Jill Stein Raises More Than $4M to Fund Recount in Several Battleground States 

image via flickr.com
image via flickr.com

In what may henceforth be known as one of the most egregious and public of ironies, Donald Trump’s repeated pre-Election Day charges that the election process was “rigged” in Hillary Clinton‘s favor may come back to haunt him. An investigation and recount could potentially show that the election was absolutely rigged, manipulated and changed — in Trump’s favor.

On Wednesday, Nov. 23, Green Party candidate Jill Stein announced that she would seek a recount for the states Clinton narrowly lost. The amount needed — $2.5 million — was almost reached in the first hour of Stein’s announcement. Early Thursday morning Nov. 24, Stein announced that her campaign had raised enough to file for the recount. In the short time between between when Stein began her #RECOUNT2016 initiative and Friday, Nov. 25, she quickly raised far more than the necessary funds. As of early Friday afternoon, the funds raised had exceeded more than $5 million toward the updated goal of $7 million, according to a tracker on her campaign website.

“After a divisive and painful presidential race, reported hacks into voter and party databases and individual email accounts are causing many Americans to wonder if our election results are reliable. These concerns need to be investigated before the 2016 presidential election is certified. We deserve elections we can trust,” Stein said in a statement.

Within the past week, multiple respected and well-known computer scientists, as well as election attorneys, have expressed urgency over the election results, saying that Hillary Clinton’s campaign should challenge the election results in Michigan, Pennsylvania and Wisconsin, the three swing states that Donald Trump narrowly won, causing him to win the election.

According to New York magazine, the aforementioned group encouraging the recount, among them voting rights attorney John Bonifaz and J. Alex Halderman, the director of the University of Michigan Center for Computer Security and Society, believes they have found significant evidence that the results in those three states could have been “manipulated or hacked.”

The issue at hand regarding the votes is the discrepancy of Clinton’s vote count in precincts that used electronic machines — which was down 7 percent — when compared to the precincts that relied on paper ballots. Though this in and of itself does not prove fraud, the group said there is enough evidence for an independent review, investigation and recount, especially given the fact that the Obama administration has recently accused the Russian government of hacking Democratic National Committee computers.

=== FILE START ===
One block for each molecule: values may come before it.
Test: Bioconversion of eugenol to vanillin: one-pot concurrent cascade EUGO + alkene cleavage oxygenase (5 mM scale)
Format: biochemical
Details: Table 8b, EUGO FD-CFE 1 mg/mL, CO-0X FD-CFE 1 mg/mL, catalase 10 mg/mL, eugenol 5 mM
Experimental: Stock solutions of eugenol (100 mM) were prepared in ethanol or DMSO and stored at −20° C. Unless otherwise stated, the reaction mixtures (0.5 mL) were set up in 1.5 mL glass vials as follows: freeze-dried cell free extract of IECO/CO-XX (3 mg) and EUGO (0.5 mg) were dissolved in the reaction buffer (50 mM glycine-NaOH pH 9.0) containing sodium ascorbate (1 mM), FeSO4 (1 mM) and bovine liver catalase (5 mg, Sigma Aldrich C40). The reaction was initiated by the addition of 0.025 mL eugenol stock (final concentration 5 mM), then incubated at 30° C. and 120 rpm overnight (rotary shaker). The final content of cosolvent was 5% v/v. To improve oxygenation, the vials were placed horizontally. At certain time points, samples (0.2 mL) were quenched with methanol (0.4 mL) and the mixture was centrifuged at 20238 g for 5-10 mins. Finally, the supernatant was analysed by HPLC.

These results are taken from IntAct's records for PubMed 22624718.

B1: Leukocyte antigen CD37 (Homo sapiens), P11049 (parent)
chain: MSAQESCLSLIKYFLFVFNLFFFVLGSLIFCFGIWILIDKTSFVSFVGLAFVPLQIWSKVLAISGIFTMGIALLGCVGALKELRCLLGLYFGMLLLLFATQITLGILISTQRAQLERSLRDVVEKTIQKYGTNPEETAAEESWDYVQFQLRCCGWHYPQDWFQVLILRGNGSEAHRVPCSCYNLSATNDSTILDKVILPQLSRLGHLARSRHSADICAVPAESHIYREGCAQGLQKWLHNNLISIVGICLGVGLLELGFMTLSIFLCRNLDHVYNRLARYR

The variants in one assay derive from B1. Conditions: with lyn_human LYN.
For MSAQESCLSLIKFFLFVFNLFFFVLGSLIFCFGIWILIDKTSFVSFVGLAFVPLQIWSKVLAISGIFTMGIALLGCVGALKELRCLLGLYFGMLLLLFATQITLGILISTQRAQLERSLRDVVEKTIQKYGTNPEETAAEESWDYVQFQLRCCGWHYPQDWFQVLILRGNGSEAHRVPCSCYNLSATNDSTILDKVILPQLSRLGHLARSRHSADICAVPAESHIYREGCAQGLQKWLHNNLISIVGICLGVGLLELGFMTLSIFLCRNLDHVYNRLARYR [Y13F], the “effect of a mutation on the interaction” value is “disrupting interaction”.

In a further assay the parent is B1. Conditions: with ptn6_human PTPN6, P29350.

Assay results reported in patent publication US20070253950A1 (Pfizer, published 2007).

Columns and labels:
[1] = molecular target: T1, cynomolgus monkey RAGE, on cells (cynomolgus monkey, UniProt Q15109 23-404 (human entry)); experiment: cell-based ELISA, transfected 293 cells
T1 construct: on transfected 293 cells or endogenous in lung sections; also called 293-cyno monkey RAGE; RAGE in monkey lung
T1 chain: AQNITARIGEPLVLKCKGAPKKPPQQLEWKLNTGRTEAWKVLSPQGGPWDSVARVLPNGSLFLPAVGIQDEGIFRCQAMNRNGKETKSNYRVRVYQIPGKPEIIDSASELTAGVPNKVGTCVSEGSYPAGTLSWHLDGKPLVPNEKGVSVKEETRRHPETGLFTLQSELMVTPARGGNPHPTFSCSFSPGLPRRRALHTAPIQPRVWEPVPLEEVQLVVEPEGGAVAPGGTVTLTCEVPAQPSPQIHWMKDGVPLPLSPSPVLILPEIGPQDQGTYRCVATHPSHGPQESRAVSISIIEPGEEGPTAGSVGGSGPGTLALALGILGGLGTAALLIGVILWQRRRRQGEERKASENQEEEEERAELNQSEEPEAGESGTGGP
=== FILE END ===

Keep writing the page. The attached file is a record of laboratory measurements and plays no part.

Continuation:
Last week, the cybersecurity experts reportedly had a call with important officials of the Clinton campaign to present their findings. However, there is only a narrow time frame in which to challenge the results: the deadline to file for a recount in Wisconsin is today, Friday, Nov. 25. In Pennsylvania, the deadline is Monday, Nov. 28, and the Michigan deadline is Wednesday, Nov. 30.

The New York Daily News reported that, currently, the votes tallied have Trump ahead of Clinton by 58 Electoral College votes. This count does not include Michigan, which gets 16 votes, because the state is still too close to call.

If Stein’s challenge to the voting results is successful in Michigan and Wisconsin, Clinton’s total electoral votes would grow to 258. Pennsylvania has 20 electoral votes. Thus, if it is also successfully challenged, Clinton would have more than the 270 votes required to win the presidential nomination.

The Clinton campaign has not commented on any of Stein’s actions nor on the words and findings of the lawyers and computer scientists. Trump has previously said he feels the election is rigged, and in years prior, expressed distaste for the Electoral College’s methods. He has since changed his opinion now that it has worked in his favor.

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